Columbiana hiked electric rates to cover officials’ payout
COLUMBIANA – A recent jump in electric rates in January was in part the result of the city’s payout to former manager Keith Chamberlin and service director Jay Groner in January.
Finance Director Mike Harold told council on Tuesday the city paid roughly a combined $40,000 to the former employees for their accumulated sick and vacation pay.
The men decided to retire after more than two decades of service on Dec. 31, before changes to the Ohio Public Employee Retirement System took effect.
That the payout affected electric rates for city customers was pointed out by Councilman Bryan Blakeman, who posed the question to Harold during the meeting.
Harold explained the payout was split between the water, sewer and electric funds.
“Jay’s salary always came out of those three. Most of Keith’s salary came out of electric, and water and sewer and some other funds,” he said.
The city’s electric rates are set by the city manager on a monthly basis and fluctuate based on the city’s monthly cost for power and other expenses.
The payout caused some strain on the funds considering it was nearly half of Chamberlin’s annual salary, he noted after the meeting.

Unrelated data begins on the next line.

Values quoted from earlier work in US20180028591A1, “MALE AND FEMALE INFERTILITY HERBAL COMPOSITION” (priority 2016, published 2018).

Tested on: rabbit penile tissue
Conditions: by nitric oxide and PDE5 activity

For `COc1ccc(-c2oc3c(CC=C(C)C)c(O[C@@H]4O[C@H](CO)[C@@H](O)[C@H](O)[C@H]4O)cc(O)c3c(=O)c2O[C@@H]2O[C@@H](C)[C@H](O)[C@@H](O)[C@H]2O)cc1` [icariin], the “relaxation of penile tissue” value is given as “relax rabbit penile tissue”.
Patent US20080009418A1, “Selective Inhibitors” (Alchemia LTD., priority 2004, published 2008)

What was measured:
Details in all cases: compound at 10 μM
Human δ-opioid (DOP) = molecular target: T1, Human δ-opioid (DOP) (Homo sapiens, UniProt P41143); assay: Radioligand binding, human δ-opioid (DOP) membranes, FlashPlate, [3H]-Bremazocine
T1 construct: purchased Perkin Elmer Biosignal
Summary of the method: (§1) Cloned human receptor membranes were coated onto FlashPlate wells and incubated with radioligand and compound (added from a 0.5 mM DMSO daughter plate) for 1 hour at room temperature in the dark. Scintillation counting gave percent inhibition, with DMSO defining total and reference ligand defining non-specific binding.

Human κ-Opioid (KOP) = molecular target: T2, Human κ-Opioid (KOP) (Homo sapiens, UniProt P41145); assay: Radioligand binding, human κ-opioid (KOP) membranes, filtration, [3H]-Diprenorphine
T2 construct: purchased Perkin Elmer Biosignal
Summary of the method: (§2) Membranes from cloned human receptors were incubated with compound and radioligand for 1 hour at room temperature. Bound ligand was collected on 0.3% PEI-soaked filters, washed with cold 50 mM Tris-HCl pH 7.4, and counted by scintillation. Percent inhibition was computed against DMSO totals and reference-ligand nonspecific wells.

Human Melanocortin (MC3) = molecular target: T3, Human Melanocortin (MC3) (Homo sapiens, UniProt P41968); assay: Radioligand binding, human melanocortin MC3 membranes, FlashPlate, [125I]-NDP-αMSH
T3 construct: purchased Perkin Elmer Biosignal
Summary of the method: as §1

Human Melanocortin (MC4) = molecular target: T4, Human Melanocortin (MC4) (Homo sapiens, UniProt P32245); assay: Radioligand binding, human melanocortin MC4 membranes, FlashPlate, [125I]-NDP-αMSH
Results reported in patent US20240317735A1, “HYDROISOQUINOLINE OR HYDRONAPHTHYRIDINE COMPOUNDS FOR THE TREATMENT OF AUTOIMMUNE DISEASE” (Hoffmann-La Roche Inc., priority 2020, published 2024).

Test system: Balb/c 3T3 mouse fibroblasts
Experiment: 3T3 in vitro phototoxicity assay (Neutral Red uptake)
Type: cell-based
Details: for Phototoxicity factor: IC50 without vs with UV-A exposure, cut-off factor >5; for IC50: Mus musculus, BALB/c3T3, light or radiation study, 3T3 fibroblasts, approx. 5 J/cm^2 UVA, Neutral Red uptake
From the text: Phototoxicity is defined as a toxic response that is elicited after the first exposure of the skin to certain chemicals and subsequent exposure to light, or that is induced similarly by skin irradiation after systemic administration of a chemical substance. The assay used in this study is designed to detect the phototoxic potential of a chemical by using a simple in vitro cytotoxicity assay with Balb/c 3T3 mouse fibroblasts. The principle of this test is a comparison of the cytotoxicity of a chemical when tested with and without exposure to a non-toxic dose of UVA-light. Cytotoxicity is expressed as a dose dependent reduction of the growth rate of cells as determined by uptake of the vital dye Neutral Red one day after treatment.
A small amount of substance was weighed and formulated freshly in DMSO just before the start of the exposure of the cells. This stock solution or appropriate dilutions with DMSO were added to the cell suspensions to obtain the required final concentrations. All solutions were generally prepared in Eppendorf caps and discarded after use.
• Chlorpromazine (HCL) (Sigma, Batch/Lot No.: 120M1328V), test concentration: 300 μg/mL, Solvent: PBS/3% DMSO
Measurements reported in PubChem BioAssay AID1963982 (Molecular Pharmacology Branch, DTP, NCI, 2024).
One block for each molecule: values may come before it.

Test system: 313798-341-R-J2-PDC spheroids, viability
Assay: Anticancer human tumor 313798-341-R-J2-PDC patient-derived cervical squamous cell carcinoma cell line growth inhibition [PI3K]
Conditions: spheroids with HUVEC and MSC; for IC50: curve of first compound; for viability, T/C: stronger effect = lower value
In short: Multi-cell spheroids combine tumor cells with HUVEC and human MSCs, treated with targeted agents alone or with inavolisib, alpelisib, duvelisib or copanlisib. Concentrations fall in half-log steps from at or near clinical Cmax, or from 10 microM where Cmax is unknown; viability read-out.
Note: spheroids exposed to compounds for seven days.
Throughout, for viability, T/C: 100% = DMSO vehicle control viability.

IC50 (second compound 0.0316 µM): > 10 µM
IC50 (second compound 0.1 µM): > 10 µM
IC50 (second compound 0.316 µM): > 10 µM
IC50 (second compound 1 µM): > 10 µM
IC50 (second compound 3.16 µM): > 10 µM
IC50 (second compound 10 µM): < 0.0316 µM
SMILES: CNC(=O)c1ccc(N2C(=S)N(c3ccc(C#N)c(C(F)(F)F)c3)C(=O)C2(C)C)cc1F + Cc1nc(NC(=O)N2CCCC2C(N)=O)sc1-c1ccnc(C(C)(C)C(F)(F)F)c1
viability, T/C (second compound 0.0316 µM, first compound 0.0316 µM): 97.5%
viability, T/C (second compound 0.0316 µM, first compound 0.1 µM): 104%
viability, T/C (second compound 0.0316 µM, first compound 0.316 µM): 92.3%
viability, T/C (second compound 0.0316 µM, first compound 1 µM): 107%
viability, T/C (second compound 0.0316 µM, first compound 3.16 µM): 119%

Chamberlin was making $86,000 a year when he retired.
Blakeman said, as he has before, that paying the salaries out of the funds is “taxation without representation.”
He made the same statement in late February of 2012 during a council discussion regarding the transfer of electric fund money to the general fund to cover expenses.
Council had approved an ordinance that allowed for the transfer, although any money taken would be paid back with interest.
At that time Blakeman argued paying salaries out of the electric fund and not the general fund was taxation without representation since electric rates are a source of revenue for the fund.
Mayor Dave Spatholt and then-planning commission chairman Richard McBane explained at that time Chamberlin’s salary was paid out of the fund because he spends time working in that department.
“Why did we have to pay them such a large sum of money?” Councilman James King asked on Tuesday.
Harold said it was likely that because they knew they would be retiring they didn’t take vacations earlier in the year. While there is no maximum cap on accumulated vacation, eligible employees can only carryover so much each year.
“You have to use that carryover by the end of June,” he said.
Sick time is capped at 240 hours.
Harold said the electric fund has been decreasing over time and was at $1.4 million at the end of 2012.
The fund was expected to remain at or just above $1.8 million all that year, according to the 2012 budget. The fund is used for maintenance and upgrading of the electrical system and was at $2.9 million in September of 2010.
Since then the city has spent about $900,000 on upgrading the north substation.
Harold said the increase in rates for customers this January was also the result of the contract ending with American Municipal Power in December.
“That was a pretty good contract as far as price-wise. That will have to be made up by either paying electricity on the market or some other projects we are in,” he said.